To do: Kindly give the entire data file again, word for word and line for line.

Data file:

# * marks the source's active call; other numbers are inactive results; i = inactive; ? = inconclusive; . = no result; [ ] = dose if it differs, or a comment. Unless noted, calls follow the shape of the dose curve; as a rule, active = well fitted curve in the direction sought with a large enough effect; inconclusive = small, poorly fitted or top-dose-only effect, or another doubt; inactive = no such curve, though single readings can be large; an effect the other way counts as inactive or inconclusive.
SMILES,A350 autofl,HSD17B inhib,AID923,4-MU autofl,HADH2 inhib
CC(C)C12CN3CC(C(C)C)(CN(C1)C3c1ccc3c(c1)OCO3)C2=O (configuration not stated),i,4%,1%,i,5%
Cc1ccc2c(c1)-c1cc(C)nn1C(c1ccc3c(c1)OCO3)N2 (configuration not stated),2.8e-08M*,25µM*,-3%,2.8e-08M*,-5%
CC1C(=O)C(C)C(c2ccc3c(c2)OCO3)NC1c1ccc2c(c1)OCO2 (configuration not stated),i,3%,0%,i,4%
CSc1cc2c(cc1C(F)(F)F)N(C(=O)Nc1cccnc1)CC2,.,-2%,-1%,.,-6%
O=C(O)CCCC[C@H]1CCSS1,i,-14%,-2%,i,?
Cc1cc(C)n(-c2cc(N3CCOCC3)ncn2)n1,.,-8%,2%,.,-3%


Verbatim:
# * marks the source's active call; other numbers are inactive results; i = inactive; ? = inconclusive; . = no result; [ ] = dose if it differs, or a comment. Unless noted, calls follow the shape of the dose curve; as a rule, active = well fitted curve in the direction sought with a large enough effect; inconclusive = small, poorly fitted or top-dose-only effect, or another doubt; inactive = no such curve, though single readings can be large; an effect the other way counts as inactive or inconclusive.
SMILES,A350 autofl,HSD17B inhib,AID923,4-MU autofl,HADH2 inhib
CC(C)C12CN3CC(C(C)C)(CN(C1)C3c1ccc3c(c1)OCO3)C2=O (configuration not stated),i,4%,1%,i,5%
Cc1ccc2c(c1)-c1cc(C)nn1C(c1ccc3c(c1)OCO3)N2 (configuration not stated),2.8e-08M*,25µM*,-3%,2.8e-08M*,-5%
CC1C(=O)C(C)C(c2ccc3c(c2)OCO3)NC1c1ccc2c(c1)OCO2 (configuration not stated),i,3%,0%,i,4%
CSc1cc2c(cc1C(F)(F)F)N(C(=O)Nc1cccnc1)CC2,.,-2%,-1%,.,-6%
O=C(O)CCCC[C@H]1CCSS1,i,-14%,-2%,i,?
Cc1cc(C)n(-c2cc(N3CCOCC3)ncn2)n1,.,-8%,2%,.,-3%